Saturday

16th Dec 2017

High diesel emissions are a European problem, says expert

  • Franco: 'In Europe ... manufacturers were able to meet the standard with less technology, they were able to get away with worse on-road performance' (Photo: Peter Teffer)

For the second time in as many months, Vicente Franco will be speaking in the European Parliament building in Brussels about his organisation's research – because it triggered the Volkswagen emissions-test scandal.

Franco, of the International Council on Clean Transportation (ICCT), is due to appear as a witness at the parliament's “dieselgate” inquiry committee on Tuesday (19 April). Franco's colleagues at the ICCT were the first to raise problems with Volkswagen's diesel cars, but the Berlin-based Spaniard has been involved in other emissions research that may interest MEPs.

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The previous time Franco gave a presentation about his non-profit research group, on 1 March, it was held in a small room hidden between MEPs' offices on the fifth floor.

At a briefing organised by Spanish Green MEP Jordi Sebastia, the engineer told journalists that the ICCT was not actually looking for the software that allowed Volkswagen to cheat on emissions tests in the US.

“What we wanted to show the European authorities, is that diesel could be made clean with better regulation. And the example we thought was the best was the US cars,” he said.

But what they found instead was a larger discrepancy between the emissions levels when Volkswagens were tested on the road, compared with laboratory test results.

This finding led the United States Environmental Protection Agency (EPA) to investigate, the results of which were announced in September last year: Volkswagen had cheated.

But even without the cheating, it was already public knowledge that real emissions were often much higher than the test results.

A European problem

Franco emphasised that although the findings were made in the US, excessively high emissions from diesel cars were actually “a European problem”. Pointing to new passenger car registrations in 2014, he noted that just 1 percent of US cars were diesel compared with 53 percent of European cars.

But the emission limits for nitric oxide and nitrogen dioxide (lethal pollutants known together as NOx) in the US were half of those in the EU, Franco noted. This is why US diesel cars were equipped with better NOx-neutralising technology than those in the EU.

“This is a question of economics. If the regulatory framework in the US is so stringent that it forces the adoption of best technologies. The manufacturers simply did that,” said Franco.

“They mounted more technology in order to meet the standard. In Europe this was not required, manufacturers were able to meet the standard with less technology, they were able to get away with worse on-road performance, and that’s what we got.”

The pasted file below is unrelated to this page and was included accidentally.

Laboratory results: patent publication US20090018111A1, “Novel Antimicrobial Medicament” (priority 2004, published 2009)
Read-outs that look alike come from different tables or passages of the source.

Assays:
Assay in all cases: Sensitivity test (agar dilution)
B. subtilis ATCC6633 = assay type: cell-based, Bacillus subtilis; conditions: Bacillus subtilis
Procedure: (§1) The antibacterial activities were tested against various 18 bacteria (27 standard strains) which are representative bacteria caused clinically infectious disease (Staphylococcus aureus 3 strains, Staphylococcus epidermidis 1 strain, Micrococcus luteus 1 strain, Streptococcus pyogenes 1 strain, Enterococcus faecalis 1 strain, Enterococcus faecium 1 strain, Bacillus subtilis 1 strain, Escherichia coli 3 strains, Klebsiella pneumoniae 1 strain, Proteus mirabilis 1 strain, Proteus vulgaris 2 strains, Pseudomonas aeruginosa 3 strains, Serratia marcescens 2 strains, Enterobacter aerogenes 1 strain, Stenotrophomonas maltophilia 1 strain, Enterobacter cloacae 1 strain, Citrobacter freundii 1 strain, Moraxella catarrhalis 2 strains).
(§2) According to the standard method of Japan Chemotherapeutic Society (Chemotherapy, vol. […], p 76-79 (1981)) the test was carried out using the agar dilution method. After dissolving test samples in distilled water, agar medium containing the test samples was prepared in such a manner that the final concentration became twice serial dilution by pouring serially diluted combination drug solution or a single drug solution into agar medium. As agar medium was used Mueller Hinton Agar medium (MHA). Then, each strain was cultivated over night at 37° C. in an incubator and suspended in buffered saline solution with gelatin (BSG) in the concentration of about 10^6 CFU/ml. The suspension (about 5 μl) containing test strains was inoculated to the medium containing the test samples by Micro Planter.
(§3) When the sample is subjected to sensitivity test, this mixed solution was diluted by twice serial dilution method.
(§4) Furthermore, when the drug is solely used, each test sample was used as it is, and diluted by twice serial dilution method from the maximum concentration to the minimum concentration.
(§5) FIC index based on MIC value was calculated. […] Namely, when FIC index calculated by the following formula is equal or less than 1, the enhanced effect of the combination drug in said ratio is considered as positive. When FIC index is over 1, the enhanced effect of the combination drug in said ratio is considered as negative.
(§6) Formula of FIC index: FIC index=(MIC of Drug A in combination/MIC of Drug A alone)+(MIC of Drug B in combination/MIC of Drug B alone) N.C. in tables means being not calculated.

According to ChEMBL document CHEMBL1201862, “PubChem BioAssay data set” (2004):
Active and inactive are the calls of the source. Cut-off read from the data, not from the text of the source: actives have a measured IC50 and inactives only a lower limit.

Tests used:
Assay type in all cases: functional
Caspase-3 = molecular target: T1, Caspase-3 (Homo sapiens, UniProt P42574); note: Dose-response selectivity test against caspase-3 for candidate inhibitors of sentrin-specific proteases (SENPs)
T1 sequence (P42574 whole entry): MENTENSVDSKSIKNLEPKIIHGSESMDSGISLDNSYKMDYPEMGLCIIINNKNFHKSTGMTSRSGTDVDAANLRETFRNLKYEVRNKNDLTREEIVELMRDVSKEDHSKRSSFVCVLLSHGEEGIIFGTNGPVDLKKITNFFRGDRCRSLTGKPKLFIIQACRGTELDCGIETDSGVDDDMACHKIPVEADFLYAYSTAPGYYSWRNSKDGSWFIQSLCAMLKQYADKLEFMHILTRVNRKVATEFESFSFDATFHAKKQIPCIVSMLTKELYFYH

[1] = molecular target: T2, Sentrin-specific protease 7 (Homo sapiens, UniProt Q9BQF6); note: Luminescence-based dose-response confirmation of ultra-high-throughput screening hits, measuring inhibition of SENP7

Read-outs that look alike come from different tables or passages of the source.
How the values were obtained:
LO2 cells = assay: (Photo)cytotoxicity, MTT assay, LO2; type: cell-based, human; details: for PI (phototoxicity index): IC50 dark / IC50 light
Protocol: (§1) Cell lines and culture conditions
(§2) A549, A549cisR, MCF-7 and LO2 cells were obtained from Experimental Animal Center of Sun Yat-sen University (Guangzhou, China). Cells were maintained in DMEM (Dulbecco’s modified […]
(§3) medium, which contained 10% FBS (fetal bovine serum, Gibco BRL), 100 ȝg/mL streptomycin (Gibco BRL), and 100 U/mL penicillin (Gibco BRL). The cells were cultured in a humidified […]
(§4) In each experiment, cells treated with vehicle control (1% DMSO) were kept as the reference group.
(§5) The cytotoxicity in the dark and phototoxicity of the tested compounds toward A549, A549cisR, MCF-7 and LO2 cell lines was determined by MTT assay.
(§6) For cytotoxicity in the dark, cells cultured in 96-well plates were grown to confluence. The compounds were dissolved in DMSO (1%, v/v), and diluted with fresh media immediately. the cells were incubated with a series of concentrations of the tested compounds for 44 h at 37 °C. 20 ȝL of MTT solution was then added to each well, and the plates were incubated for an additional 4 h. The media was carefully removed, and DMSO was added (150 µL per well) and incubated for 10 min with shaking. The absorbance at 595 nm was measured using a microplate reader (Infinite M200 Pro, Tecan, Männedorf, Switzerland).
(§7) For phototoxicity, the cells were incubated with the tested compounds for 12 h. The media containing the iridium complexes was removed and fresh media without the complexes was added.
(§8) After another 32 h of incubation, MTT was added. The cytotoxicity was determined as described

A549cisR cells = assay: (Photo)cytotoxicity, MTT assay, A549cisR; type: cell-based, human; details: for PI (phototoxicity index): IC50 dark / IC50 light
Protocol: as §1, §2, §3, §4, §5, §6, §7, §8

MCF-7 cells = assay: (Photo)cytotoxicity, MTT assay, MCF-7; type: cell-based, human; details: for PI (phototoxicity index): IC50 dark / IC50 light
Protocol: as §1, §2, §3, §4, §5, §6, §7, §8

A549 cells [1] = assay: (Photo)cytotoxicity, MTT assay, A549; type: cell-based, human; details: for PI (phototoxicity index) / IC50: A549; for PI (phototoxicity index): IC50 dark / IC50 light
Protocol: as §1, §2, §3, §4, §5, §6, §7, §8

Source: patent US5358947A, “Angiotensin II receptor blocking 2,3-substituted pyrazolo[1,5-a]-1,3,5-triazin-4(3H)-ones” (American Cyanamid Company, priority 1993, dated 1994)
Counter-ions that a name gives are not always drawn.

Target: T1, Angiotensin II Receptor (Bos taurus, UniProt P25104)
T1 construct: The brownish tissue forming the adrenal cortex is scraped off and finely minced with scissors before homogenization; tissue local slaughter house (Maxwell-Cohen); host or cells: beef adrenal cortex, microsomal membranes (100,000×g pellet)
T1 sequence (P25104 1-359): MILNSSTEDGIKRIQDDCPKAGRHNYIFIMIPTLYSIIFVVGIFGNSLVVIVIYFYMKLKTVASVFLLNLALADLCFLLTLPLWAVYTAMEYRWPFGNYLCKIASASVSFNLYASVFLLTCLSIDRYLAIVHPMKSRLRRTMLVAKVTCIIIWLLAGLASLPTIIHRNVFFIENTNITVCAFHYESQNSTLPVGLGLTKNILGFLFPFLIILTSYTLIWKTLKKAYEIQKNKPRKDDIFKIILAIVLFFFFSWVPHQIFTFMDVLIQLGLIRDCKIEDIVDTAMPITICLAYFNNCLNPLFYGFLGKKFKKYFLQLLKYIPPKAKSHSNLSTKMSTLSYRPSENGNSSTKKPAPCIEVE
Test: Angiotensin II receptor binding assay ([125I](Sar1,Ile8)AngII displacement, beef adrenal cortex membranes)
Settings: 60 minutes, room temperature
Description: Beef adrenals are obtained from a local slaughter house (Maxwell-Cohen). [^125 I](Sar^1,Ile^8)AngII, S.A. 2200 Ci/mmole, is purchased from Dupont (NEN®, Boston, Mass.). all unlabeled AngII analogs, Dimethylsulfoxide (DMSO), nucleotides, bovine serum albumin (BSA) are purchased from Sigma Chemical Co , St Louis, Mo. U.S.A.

He added that the EPA in the US had much greater power and resources than its European counterpart, which itself has limited powers compared with national authorities of member states.

“They can test randomly, they can do everything. And they are fiercely independent,” he said about the EPA.

But, Franco noted, there was reason for optimism: the recent EU commission's proposal to overhaul the system for approving car types.

“What’s being proposed in Europe is not a fundamental change. There will not be a central authority,” he said, adding that the proposal would not introduce an American-style system.

“But having said that, it’s absolutely an improvement and we’re all for it.”

Joint Research Centre

Tuesday's hearing starts at 15:00 and will first feature Delilah Al Khudhairy of the EU's Joint Research Centre (JRC). The European Commission's in-house science service warned in a report published in 2013 that it was possible that car companies were using defeat devices.

The EP committee had originally wanted the JRC's top boss to show up, but according to a spokeswoman at the JRC, its director-general had "a long-planned external commitment".

The spokeswoman told this website that Al Khudhairy "has been closely following the emissions dossier since she was appointed in September 2015".

Investigation

Diesel scandal: 'Someone should bang his fist on the table'

A Czech engineer has urged authorities to investigate "conspicuous" results for years. "I believe the transport ministry has completely lost control of the activities of the test laboratories", he said.

Investigation

Emissions cheats face tiny fines in some EU states

Fines for car firms that cheat tests in the EU range from €7 million to €1,000. EU commission itself unsure to what extent states complied with rules on "dissuasive" penalties.

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